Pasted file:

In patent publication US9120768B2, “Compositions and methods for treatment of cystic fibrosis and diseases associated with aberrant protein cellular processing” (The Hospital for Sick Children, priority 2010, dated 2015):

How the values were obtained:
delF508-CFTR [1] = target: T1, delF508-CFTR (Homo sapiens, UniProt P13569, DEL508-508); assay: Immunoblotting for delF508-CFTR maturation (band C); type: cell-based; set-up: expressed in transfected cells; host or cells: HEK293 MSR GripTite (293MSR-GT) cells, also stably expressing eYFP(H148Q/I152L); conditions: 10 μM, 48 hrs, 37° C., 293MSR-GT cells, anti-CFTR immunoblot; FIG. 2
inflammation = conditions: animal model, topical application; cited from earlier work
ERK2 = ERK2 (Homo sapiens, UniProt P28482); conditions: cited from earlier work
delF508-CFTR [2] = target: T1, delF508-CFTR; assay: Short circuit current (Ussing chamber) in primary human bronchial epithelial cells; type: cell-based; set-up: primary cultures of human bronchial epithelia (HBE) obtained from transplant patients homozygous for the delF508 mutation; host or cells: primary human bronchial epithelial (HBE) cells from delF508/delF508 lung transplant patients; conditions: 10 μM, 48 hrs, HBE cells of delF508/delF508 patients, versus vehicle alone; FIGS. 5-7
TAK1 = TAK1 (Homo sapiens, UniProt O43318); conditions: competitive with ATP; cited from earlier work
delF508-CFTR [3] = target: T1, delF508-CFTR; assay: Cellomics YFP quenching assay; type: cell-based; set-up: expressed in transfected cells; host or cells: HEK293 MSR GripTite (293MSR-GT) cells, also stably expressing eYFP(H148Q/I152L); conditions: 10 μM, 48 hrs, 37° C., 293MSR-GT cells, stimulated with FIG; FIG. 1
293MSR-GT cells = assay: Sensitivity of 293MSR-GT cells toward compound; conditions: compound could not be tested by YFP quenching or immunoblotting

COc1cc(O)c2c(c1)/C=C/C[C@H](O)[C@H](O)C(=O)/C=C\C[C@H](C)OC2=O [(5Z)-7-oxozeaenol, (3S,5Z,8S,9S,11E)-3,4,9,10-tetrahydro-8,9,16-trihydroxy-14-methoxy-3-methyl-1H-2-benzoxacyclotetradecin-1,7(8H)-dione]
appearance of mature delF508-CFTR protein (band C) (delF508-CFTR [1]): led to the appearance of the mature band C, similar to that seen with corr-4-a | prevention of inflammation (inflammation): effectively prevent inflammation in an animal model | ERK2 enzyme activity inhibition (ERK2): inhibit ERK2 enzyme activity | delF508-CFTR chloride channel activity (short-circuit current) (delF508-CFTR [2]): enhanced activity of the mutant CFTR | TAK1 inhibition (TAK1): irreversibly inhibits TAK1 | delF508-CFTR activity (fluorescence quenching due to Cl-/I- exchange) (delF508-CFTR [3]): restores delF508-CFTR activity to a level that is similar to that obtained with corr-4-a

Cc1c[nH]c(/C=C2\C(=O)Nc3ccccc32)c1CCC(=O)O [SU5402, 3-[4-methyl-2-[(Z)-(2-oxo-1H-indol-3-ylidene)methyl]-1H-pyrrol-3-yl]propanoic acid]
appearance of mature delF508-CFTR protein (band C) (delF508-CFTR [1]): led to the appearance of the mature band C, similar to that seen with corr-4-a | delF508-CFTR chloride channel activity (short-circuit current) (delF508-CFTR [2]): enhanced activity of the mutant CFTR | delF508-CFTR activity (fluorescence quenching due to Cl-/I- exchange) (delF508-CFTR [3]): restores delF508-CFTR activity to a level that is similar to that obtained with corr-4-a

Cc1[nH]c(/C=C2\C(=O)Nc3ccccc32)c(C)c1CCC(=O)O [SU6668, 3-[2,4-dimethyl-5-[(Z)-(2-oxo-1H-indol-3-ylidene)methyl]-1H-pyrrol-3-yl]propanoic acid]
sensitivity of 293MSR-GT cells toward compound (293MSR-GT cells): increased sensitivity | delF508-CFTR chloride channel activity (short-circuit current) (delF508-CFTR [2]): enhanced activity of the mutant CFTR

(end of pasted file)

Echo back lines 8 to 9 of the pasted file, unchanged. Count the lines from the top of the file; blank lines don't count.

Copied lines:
delF508-CFTR [3] = target: T1, delF508-CFTR; assay: Cellomics YFP quenching assay; type: cell-based; set-up: expressed in transfected cells; host or cells: HEK293 MSR GripTite (293MSR-GT) cells, also stably expressing eYFP(H148Q/I152L); conditions: 10 μM, 48 hrs, 37° C., 293MSR-GT cells, stimulated with FIG; FIG. 1
293MSR-GT cells = assay: Sensitivity of 293MSR-GT cells toward compound; conditions: compound could not be tested by YFP quenching or immunoblotting